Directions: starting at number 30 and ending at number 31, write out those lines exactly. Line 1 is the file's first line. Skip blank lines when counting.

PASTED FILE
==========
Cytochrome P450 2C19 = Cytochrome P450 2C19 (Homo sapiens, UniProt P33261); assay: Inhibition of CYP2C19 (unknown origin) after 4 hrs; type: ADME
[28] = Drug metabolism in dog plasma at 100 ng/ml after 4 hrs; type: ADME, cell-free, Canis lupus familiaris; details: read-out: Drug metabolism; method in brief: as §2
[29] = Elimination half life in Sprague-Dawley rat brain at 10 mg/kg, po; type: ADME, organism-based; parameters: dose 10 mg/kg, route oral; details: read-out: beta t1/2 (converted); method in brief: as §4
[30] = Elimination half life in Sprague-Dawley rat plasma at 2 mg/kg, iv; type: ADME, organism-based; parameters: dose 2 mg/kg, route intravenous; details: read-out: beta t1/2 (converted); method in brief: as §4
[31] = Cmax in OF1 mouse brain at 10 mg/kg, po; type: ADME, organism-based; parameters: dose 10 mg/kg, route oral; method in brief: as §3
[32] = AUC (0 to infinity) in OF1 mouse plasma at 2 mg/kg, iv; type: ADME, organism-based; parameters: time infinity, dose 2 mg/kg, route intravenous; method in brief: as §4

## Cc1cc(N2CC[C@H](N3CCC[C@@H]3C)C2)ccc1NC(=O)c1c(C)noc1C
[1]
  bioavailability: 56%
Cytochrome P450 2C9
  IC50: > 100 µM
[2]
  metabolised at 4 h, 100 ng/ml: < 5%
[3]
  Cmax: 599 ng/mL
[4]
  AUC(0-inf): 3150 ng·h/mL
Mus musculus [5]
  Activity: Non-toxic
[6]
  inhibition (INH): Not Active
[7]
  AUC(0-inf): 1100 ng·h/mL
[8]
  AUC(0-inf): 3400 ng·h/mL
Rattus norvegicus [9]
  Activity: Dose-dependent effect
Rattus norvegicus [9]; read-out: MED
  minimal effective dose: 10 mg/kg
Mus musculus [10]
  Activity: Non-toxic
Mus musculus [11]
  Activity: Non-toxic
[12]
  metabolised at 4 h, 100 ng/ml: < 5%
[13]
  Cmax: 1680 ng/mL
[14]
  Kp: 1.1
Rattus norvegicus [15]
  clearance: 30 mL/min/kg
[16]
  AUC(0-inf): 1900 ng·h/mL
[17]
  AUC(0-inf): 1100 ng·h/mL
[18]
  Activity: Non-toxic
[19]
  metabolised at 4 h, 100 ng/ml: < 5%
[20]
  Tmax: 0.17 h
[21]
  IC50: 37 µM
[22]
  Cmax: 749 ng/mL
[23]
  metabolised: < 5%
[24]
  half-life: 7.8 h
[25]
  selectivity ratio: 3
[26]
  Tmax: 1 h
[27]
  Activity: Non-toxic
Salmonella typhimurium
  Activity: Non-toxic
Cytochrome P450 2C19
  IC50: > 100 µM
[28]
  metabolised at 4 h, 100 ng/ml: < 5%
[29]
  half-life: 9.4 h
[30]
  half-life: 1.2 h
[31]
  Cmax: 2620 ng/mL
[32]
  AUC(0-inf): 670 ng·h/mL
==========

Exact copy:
Mus musculus [10]
  Activity: Non-toxic